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Philippines tops regional sentiment

Local property market expected to continue upswing
By: - Reporter / @daxinq
/ 04:56 AM March 07, 2014

The Makati central business district. Optimism on the prospects of the Philippine economy is at its highest level in recent history, thus giving the country arguably the best investment climate in Asia, according to a study made recently by London-based Economist Corporate Network. INQUIRER FILE PHOTO

MANILA, Philippines—Optimism on the prospects of the Philippine economy is at its highest level in recent history, thus giving the country arguably the best investment climate in Asia, according to a study made recently by London-based Economist Corporate Network.

In a briefing on Thursday, Christopher Fossick, managing director of international property consulting firm JLL, which commissioned the report, said 49 percent of multinational corporations surveyed in the region ranked the Philippines at the top of the 14 major Asian nations in the pile.

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“When it comes to the investment climate, as far as these multinationals are concerned, the Philippines is effectively number one in the region,” he said. “And this climate is definitely improving.”

The study actually ranked Myanmar ahead of the Philippines, with 77 percent of polled multinational firms saying things were improving, but Fossick pointed out that the country represents a special case.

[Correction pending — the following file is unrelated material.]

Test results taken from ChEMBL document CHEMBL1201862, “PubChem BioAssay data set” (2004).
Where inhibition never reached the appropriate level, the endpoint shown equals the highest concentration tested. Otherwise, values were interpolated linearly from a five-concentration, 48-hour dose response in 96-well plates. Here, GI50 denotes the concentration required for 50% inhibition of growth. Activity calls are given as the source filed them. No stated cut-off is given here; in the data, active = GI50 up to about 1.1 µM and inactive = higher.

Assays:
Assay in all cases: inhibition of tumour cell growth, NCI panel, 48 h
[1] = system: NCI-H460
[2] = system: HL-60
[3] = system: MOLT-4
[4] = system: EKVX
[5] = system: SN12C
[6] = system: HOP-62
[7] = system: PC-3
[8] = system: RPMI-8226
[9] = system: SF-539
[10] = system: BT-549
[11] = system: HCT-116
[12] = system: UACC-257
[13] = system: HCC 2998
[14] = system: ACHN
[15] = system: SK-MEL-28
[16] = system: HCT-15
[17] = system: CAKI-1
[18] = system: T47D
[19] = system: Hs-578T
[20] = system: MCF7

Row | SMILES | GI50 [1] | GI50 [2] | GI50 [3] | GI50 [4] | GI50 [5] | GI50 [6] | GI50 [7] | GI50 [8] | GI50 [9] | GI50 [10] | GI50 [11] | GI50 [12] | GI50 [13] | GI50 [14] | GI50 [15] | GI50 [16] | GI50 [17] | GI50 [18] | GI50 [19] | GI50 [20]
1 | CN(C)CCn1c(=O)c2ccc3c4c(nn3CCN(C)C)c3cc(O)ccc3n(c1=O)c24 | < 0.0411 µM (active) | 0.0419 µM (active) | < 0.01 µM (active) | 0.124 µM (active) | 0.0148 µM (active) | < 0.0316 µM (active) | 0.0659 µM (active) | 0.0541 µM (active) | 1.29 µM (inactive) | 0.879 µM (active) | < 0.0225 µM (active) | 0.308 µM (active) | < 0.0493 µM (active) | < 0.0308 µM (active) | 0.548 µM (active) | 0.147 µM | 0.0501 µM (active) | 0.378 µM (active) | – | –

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“Myanmar’s doors are just opening [to foreign investors] so the Philippines is effectively number one in the rankings,” he said.

The study made by a unit of The Economist noted that 44 percent of all survey respondents believed that the Philippines’ investment climate is “staying the same,” while only 6 percent said that it was “worsening.”

“And those that had a negative view on the Philippines were probably industry-specific,” he said.

The respondents covered 334 large multinational corporations operating in Asia from a wide array of sectors like pharmaceuticals, banks and retail. Seventy percent of respondents had global revenues of at least $1 billion, and 80 percent of them were headed by non-Asian multinationals.

The country was ranked by these executives ahead of China, Indonesia, Vietnam, Malaysia, Japan, Singapore, India, Thailand, Hong Kong, South Korea, Australia and Taiwan. They were most bearish on India where 32 percent of respondents said the investment climate was deteriorating, followed by 22 percent in China who believed prospects were turning south.

As such, the JLL official predicted that the local real estate market—especially the office, commercial and residential sectors—would be a direct beneficiary of the bullish sentiment.

“We expect the capital value of the Philippine [property] market to reach $300 billion by 2031,” Fossick said, saying that this represented an increase of over 50 percent from the projected $134 billion value by 2021.

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More significantly, this would represent a sharp rise over the aggregate capital value of the local real estate market of only $48 billion recorded in 2011.

For this year, JLL expects capital values of office real estate in Metro Manila to rise by between 10 and 20 percent, while rental values would increase by between 5 and 10 percent, due mainly to the continuing strong demand from the business process outsourcing sector.

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TAGS: Asia, Business, business sentiment, economy, Investment climate, optimism, Philippines, survey
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